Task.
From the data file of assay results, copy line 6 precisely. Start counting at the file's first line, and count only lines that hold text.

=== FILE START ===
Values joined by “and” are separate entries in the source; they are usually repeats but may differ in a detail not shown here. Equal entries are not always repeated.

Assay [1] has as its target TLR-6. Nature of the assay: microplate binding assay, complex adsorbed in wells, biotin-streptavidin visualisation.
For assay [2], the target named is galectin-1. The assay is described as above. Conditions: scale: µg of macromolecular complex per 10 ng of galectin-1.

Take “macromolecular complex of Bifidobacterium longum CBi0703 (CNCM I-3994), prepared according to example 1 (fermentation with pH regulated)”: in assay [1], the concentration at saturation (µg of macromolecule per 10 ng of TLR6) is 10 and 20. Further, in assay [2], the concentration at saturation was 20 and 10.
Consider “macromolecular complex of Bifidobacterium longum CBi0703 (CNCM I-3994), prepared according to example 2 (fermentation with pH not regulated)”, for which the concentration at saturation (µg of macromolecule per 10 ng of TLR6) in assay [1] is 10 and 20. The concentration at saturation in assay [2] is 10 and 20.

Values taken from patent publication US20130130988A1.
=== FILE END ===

Values taken from patent publication US20130130988A1.